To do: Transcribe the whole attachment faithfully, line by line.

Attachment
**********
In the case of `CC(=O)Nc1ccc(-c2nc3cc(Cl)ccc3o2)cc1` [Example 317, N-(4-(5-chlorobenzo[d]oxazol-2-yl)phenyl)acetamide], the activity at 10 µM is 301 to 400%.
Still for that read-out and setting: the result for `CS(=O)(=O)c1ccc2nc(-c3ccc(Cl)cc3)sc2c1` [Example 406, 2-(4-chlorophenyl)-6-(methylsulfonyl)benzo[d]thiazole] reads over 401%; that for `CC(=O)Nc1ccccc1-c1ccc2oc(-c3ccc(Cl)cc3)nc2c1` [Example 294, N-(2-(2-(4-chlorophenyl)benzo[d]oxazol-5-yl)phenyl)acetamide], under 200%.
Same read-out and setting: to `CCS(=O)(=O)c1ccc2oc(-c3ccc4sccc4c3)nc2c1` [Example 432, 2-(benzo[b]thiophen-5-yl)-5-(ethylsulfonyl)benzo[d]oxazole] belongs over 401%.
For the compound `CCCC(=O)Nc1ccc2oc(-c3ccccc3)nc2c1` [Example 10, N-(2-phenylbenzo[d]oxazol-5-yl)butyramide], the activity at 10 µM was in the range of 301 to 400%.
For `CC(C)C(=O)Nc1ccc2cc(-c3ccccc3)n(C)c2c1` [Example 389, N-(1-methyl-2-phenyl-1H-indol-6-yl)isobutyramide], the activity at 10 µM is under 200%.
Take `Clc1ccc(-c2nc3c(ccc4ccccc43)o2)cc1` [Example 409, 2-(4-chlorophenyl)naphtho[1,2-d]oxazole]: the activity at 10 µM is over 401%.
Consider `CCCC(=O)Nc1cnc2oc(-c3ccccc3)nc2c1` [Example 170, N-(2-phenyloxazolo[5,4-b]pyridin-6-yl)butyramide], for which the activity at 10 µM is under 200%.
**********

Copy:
In the case of `CC(=O)Nc1ccc(-c2nc3cc(Cl)ccc3o2)cc1` [Example 317, N-(4-(5-chlorobenzo[d]oxazol-2-yl)phenyl)acetamide], the activity at 10 µM is 301 to 400%.
Still for that read-out and setting: the result for `CS(=O)(=O)c1ccc2nc(-c3ccc(Cl)cc3)sc2c1` [Example 406, 2-(4-chlorophenyl)-6-(methylsulfonyl)benzo[d]thiazole] reads over 401%; that for `CC(=O)Nc1ccccc1-c1ccc2oc(-c3ccc(Cl)cc3)nc2c1` [Example 294, N-(2-(2-(4-chlorophenyl)benzo[d]oxazol-5-yl)phenyl)acetamide], under 200%.
Same read-out and setting: to `CCS(=O)(=O)c1ccc2oc(-c3ccc4sccc4c3)nc2c1` [Example 432, 2-(benzo[b]thiophen-5-yl)-5-(ethylsulfonyl)benzo[d]oxazole] belongs over 401%.
For the compound `CCCC(=O)Nc1ccc2oc(-c3ccccc3)nc2c1` [Example 10, N-(2-phenylbenzo[d]oxazol-5-yl)butyramide], the activity at 10 µM was in the range of 301 to 400%.
For `CC(C)C(=O)Nc1ccc2cc(-c3ccccc3)n(C)c2c1` [Example 389, N-(1-methyl-2-phenyl-1H-indol-6-yl)isobutyramide], the activity at 10 µM is under 200%.
Take `Clc1ccc(-c2nc3c(ccc4ccccc43)o2)cc1` [Example 409, 2-(4-chlorophenyl)naphtho[1,2-d]oxazole]: the activity at 10 µM is over 401%.
Consider `CCCC(=O)Nc1cnc2oc(-c3ccccc3)nc2c1` [Example 170, N-(2-phenyloxazolo[5,4-b]pyridin-6-yl)butyramide], for which the activity at 10 µM is under 200%.